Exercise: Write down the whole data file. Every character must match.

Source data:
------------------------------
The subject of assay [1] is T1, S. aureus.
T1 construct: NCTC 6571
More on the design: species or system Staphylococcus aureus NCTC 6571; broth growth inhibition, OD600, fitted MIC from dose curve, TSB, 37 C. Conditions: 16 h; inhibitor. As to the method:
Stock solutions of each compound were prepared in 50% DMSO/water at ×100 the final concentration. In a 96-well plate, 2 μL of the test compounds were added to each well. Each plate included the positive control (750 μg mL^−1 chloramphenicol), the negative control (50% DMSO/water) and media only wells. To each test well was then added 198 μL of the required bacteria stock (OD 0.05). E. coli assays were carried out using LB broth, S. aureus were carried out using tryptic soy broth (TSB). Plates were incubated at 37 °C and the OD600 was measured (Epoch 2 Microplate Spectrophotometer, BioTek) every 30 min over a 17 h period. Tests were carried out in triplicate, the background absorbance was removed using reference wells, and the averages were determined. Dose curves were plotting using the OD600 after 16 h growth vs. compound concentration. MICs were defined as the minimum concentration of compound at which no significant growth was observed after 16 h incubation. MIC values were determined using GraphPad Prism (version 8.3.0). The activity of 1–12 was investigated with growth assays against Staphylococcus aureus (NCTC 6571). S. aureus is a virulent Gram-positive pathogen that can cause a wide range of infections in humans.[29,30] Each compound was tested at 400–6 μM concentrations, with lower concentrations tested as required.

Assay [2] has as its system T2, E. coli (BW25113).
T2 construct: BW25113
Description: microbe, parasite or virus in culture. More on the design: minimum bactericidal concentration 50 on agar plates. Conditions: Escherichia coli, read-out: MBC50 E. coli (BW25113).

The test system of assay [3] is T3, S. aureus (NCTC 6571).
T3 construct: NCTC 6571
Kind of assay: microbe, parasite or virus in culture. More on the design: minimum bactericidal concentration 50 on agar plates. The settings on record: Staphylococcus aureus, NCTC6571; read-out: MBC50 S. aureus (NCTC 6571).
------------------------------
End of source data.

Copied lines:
The subject of assay [1] is T1, S. aureus.
T1 construct: NCTC 6571
More on the design: species or system Staphylococcus aureus NCTC 6571; broth growth inhibition, OD600, fitted MIC from dose curve, TSB, 37 C. Conditions: 16 h; inhibitor. As to the method:
Stock solutions of each compound were prepared in 50% DMSO/water at ×100 the final concentration. In a 96-well plate, 2 μL of the test compounds were added to each well. Each plate included the positive control (750 μg mL^−1 chloramphenicol), the negative control (50% DMSO/water) and media only wells. To each test well was then added 198 μL of the required bacteria stock (OD 0.05). E. coli assays were carried out using LB broth, S. aureus were carried out using tryptic soy broth (TSB). Plates were incubated at 37 °C and the OD600 was measured (Epoch 2 Microplate Spectrophotometer, BioTek) every 30 min over a 17 h period. Tests were carried out in triplicate, the background absorbance was removed using reference wells, and the averages were determined. Dose curves were plotting using the OD600 after 16 h growth vs. compound concentration. MICs were defined as the minimum concentration of compound at which no significant growth was observed after 16 h incubation. MIC values were determined using GraphPad Prism (version 8.3.0). The activity of 1–12 was investigated with growth assays against Staphylococcus aureus (NCTC 6571). S. aureus is a virulent Gram-positive pathogen that can cause a wide range of infections in humans.[29,30] Each compound was tested at 400–6 μM concentrations, with lower concentrations tested as required.

Assay [2] has as its system T2, E. coli (BW25113).
T2 construct: BW25113
Description: microbe, parasite or virus in culture. More on the design: minimum bactericidal concentration 50 on agar plates. Conditions: Escherichia coli, read-out: MBC50 E. coli (BW25113).

The test system of assay [3] is T3, S. aureus (NCTC 6571).
T3 construct: NCTC 6571
Kind of assay: microbe, parasite or virus in culture. More on the design: minimum bactericidal concentration 50 on agar plates. The settings on record: Staphylococcus aureus, NCTC6571; read-out: MBC50 S. aureus (NCTC 6571).